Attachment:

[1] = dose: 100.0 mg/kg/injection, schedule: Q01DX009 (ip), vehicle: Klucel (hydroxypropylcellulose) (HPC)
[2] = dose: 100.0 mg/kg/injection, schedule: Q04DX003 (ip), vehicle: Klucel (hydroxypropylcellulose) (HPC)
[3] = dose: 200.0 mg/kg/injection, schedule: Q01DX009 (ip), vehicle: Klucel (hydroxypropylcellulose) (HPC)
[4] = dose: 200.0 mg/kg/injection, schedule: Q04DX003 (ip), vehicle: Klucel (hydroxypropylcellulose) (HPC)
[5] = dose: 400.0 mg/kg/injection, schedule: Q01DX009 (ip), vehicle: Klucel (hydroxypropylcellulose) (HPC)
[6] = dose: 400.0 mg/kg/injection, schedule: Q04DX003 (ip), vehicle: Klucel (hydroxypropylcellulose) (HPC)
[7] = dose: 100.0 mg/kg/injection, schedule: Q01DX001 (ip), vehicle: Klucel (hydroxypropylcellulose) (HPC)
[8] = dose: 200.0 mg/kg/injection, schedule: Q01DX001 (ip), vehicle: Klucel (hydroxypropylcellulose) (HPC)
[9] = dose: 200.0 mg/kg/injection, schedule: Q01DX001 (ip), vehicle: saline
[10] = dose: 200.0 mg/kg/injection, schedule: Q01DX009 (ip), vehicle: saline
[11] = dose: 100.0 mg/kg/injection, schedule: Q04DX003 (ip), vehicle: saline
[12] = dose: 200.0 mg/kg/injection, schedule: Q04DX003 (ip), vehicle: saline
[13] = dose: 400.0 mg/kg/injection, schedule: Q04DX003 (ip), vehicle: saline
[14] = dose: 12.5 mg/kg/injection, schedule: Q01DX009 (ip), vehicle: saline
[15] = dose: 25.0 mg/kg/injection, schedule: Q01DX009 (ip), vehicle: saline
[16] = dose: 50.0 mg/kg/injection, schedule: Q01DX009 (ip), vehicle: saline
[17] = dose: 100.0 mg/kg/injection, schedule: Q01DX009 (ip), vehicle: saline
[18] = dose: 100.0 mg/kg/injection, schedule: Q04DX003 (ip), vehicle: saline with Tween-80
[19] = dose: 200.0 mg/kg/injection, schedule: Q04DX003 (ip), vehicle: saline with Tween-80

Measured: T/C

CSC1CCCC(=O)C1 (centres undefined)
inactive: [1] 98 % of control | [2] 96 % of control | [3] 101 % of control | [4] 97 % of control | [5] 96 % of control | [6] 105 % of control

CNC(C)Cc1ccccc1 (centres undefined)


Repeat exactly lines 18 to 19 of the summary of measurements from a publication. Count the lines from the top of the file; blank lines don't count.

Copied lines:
[18] = dose: 100.0 mg/kg/injection, schedule: Q04DX003 (ip), vehicle: saline with Tween-80
[19] = dose: 200.0 mg/kg/injection, schedule: Q04DX003 (ip), vehicle: saline with Tween-80